I am sure that if this boy had said that, the father would have still welcomed him back. The father loved this boy, and he would have still put on him the robe, the ring, and called for the fatted calf. But the problem would have been the son would have been unable to forgive himself. The torments inside would have remained. His conscience would have gone on accusing him, and, wracked with guilt, he could not have assumed again the position of a son.
I run into many people like that. They have never been able to forgive themselves because they have never taken the position this boy took. They have never realized that they have no claim whatsoever upon God, upon his love or grace.
That is why Jesus tells us this story. He wants us to see how this boy is set completely free. When he comes back to the father, he comes without any justification whatsoever. There is simply the acknowledgment that he has no claim and that all is up to the father.Then we come to the third movement of the story:
"But the father said to his servants, 'Bring quickly the best robe, and put it on him; and put a ring on his hand, and shoes on his feet; and bring the fatted calf and kill it, and let us eat and make merry; for this my son was dead, and is alive again; he was lost, and is found.' And they began to make merry." (Luke 15:22-24 RSV)
Here is the joy of the father. What a happy note to end on -- for everyone but the fatted calf! The father's joy is unrestrained. He sees the lone figure on the horizon and runs to meet him. He throws his arms about him and kisses him. The boy starts his little speech, "Father, I have sinned against heaven and before you; I am no longer worthy to be called your son." The father knows what he is going to say next and he stops him, does not let him say it, but cries, "Bring quickly the best robe -- and a ring -- and prepare the fatted calf." He calls for the robe, the mark of sonship. He calls for a ring, the sign of authority. And he calls for a feast, the display of honor. In other words he puts this boy right back into the full relationship of a son within the family circle. He begins to honor him and treat him as a grown son.
Now, how can this father be so joyful? There were many years in my life when I read this parable and could understand fully the feeling of this boy. I too had been a rebellious son, and I knew how he felt; I could identify with him. I knew what the far country was like, and what the joy of coming home was. But now, as I read the parable, I find myself identifying with the father and understanding something of what went on in his heart. Why is this father so joyful, why is he so gloriously happy? It is as he tells us. It is because, in his thinking, the boy had been dead -- but now is alive. He was lost -- but now is found. He had almost given up, he had almost lost hope. These words tell us that behind the joy of the father is the dark background of agony which he endured while this boy was gone.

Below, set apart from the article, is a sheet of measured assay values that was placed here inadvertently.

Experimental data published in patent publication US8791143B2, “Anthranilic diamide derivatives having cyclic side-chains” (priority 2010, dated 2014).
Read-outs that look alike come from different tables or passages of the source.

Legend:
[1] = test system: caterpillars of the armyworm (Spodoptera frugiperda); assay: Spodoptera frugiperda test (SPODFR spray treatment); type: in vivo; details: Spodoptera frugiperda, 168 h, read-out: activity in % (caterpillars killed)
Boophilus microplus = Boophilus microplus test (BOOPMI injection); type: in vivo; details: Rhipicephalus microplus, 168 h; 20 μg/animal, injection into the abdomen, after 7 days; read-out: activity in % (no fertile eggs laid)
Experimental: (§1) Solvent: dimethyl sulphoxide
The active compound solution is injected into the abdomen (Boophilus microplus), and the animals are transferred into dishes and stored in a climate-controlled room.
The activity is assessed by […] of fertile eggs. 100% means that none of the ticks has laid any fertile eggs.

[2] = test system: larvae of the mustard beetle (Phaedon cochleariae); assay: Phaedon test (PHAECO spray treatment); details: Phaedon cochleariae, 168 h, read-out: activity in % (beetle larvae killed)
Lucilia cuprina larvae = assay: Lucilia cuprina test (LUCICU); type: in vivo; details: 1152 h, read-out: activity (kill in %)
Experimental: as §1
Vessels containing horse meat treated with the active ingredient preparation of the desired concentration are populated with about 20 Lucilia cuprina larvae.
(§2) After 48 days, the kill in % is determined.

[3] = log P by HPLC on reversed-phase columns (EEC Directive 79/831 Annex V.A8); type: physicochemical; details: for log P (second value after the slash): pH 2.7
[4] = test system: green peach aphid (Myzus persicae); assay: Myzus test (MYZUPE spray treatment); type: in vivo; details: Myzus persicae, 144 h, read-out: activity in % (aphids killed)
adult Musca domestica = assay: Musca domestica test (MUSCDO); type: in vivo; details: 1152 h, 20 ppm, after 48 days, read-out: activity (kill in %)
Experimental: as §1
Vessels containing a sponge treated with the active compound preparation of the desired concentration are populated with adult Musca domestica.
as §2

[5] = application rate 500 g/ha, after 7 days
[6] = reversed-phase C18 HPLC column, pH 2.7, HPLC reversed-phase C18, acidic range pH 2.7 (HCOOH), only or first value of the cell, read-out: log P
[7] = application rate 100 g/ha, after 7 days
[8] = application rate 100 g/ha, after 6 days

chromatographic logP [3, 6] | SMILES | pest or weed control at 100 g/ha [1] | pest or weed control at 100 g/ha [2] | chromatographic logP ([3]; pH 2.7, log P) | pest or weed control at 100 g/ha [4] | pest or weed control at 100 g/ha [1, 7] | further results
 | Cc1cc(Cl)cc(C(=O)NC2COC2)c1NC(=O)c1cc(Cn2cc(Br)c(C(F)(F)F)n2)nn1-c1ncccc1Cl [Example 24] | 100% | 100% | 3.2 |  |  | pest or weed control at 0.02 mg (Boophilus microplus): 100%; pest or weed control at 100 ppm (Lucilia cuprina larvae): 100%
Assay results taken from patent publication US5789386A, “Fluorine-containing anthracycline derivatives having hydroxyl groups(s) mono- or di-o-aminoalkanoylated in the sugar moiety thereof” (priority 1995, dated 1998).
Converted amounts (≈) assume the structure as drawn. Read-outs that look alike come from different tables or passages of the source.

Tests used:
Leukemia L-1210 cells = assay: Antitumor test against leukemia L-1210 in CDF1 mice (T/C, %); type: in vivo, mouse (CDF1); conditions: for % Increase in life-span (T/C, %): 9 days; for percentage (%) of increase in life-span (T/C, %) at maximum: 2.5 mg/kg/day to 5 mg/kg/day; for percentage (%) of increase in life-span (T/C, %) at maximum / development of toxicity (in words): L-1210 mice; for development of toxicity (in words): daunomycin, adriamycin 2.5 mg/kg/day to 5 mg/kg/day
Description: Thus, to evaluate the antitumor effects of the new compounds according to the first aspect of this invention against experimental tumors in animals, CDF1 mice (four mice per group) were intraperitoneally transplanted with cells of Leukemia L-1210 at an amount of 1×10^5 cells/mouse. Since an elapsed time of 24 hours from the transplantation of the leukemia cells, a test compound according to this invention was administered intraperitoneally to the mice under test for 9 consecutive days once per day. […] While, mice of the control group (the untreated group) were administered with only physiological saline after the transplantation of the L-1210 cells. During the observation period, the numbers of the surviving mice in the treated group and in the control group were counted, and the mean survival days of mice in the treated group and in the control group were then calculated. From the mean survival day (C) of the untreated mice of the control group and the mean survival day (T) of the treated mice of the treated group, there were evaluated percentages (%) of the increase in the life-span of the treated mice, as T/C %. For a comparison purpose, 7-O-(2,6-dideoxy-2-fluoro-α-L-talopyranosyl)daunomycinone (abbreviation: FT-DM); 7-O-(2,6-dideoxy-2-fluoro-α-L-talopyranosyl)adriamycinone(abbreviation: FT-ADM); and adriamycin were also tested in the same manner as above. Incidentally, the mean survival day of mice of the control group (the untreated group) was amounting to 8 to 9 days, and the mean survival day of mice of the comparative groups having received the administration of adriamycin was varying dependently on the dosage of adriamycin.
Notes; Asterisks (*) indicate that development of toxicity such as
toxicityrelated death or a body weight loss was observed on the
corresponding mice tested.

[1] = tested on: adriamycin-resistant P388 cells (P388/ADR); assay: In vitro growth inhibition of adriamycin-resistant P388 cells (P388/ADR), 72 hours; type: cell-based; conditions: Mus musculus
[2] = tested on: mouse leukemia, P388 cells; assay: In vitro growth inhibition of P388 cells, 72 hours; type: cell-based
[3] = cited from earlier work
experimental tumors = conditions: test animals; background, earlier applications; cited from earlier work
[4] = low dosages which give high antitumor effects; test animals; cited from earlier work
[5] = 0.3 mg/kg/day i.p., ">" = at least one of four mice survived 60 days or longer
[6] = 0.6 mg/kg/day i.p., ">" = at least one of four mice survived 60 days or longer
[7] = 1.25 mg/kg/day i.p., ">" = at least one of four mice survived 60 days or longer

Dr. Helmut Thielicke's title for his commentary on this parable is not "The Prodigal Son," as we call it, but "The Waiting Father." Many of the commentaries point out that what Jesus is after is not to show us the boy's heart, but the father's. It is a picture of the heart of God. The father's agony began when he first realized that he had to let this boy go. He did not want to. He knew what lay ahead, and he knew it was needless. He knew that he could have spared this boy the heartache, the loneliness, the shame and degradation of the far country; that he could have saved him from these black marks upon his soul. Had the boy been patient, and waited a bit, and allowed his father to work out his purposes, he could have brought him into the full enjoyment of the liberty he sought, but without the heartache, without the shame. Yet the father knew he could not do it without the boy's full cooperation, that, when he had reached this stage of development, the boy must cooperate with him in it. He had to wait, and agree to wait, through the fulfillment of the father's plans. But if he would not wait the father could not force him; he could not make him do it. So there came a time when, with his heart breaking, the father gave the boy the money and let him go.